Beanworld: Remember Here When You Are There!

Of all the comics I've read, few are as flawless as Larry Marder’s magnum opus, Beanworld. Dark Horse Books republished the hard to find classic earlier this year, splitting up the original twenty-one issues into two hardcover books. After fifteen years on hold, Marder returns to the Beanworld and brings us new stories, not in issue form, but as a new hardcover book, trade, "graphic novel" called Beanworld: Remember Here When You Are There!.

We here at comicsforserious.com are obviously obsessed with the series, but unfortunately for some comics readers it’s a hard sell. People work too hard at trying to “get” Beanworld and not simply observe the Beanworld. To enjoy what is truly the most immersive comics experience ever, you must begin like the still growing characters: Clueless, overwhelmed by the world around you.

The one caution offered in each book (“Please do not search for scientific or magical explanations; you won’t find any. Beanworld is a separate reality. It’s not just a place, it’s a process. It is what it is—and th-that’s all folks”") is the perfect, and only, way to introduce someone to the series. Beanworld only works when you allow yourself to be an observer, not a reader. You have to let it work out in front of you.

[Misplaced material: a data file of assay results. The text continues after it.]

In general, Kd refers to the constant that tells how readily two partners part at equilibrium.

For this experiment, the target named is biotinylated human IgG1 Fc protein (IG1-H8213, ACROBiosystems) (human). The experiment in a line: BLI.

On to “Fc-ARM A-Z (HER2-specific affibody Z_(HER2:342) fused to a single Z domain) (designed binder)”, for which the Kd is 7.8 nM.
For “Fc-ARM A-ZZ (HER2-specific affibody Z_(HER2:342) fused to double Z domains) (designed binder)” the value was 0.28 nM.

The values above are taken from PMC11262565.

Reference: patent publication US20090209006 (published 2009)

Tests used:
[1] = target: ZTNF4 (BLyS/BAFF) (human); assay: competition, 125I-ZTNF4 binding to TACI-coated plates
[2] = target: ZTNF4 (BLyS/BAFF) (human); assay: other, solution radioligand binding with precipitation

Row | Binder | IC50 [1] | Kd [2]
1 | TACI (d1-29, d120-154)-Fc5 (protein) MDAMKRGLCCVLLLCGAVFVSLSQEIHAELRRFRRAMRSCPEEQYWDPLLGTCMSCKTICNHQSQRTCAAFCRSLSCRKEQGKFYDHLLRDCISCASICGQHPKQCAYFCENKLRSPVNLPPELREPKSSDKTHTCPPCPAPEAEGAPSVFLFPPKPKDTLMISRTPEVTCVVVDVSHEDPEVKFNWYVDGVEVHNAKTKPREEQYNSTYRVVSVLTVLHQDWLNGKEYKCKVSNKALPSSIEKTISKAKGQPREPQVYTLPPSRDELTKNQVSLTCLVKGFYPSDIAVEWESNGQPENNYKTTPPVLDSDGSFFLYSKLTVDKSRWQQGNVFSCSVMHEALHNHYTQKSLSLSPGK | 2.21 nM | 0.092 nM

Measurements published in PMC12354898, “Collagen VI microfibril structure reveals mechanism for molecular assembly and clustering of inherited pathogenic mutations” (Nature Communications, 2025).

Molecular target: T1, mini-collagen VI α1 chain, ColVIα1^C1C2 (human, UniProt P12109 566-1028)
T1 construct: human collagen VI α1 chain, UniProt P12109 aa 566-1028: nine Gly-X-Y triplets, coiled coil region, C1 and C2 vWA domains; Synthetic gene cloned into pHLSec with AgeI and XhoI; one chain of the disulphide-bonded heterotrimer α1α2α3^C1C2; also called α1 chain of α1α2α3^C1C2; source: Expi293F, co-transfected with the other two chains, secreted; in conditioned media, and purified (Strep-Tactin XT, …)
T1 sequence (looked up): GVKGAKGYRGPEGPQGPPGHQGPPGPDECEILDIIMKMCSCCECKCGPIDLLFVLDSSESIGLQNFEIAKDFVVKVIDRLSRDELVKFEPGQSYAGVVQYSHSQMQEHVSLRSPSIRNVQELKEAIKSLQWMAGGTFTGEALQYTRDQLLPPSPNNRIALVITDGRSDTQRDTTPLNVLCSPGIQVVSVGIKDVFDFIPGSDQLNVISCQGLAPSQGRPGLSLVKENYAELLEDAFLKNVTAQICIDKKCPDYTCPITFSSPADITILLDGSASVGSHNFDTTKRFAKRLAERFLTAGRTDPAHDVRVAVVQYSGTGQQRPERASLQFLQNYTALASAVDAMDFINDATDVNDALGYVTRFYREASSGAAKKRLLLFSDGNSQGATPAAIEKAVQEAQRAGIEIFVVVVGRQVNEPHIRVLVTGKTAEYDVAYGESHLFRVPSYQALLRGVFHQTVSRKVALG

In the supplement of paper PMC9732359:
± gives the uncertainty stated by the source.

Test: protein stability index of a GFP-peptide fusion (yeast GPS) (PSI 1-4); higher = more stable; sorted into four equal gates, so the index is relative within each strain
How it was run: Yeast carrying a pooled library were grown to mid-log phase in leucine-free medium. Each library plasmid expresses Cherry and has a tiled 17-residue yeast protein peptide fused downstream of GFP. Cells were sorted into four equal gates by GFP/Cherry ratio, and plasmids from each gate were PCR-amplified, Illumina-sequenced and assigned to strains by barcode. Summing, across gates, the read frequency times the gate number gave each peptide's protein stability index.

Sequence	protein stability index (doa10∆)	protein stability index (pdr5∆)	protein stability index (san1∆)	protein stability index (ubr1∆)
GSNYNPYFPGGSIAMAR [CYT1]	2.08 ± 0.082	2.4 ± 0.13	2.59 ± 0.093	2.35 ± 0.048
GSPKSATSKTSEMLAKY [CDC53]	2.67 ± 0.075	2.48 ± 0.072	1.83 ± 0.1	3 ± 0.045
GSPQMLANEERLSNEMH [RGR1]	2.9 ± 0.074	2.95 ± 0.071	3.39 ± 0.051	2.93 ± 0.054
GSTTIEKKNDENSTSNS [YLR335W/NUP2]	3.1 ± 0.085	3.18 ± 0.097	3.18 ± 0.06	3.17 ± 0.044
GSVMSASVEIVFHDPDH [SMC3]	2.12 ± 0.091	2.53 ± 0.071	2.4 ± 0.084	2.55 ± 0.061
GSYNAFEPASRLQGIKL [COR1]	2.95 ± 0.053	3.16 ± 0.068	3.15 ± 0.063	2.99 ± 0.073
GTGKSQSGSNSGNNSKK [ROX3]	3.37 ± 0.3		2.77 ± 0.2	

Although all us comics and science fiction readers avoid the idea that our little “hobby” is escapism, it’s the reality of comics. But the less discussed reality of comics is how that escapism actually allows us to consider and reflect on the "real world" in new ways. Most comics are based in the world we live in, New York City being the framework for almost every comic that takes place in a city, current political issues portrayed via space wars or superheroes . Non-sci-fi books like Lemire’s Essex County trilogy hit home because we can put ourselves into the work on an emotional level. That foundation in every day life is enhanced by the art and it's strange exaggerations or simplifications.

But the complete separation between Beanworld and our world allows you to "understand" the Beanworld much the same way we "understand" this world: In tiny, ever-evolving pieces of information and experience. You can’t make guesses as to what’s going to happen because the Beanworld isn’t even complete. Pieces of information about the sociological and biological structures and even about the physical structure of the world itself slowly reveal themselves. Think about it: These first three books have only been the “Spring” cycle of the Beanworld epic, presumably allowing for three more seasons to complete the journey of the beans. We as readers are as much in the dark as Mr. Spook and the rest of the beans, and because of this, each new piece of information benefits them as much as us.

A lot of the “black and white comics boom” classics and almost classics have in effect, been lost for some time now. The issues are harder to find, no one's talking about them, and there's not even a trade available. Stuff from well-known, oft-discussed legends and those white box heroes too. For awhile now, Beanworld was one of these, but it's been saved from this limbo and given a second life, first by Dark Horse reissues and now, by brand new work from the creator Larry Marder.

1 comment:

Chris Brandt said...

Great insight. Thanks for posting about this.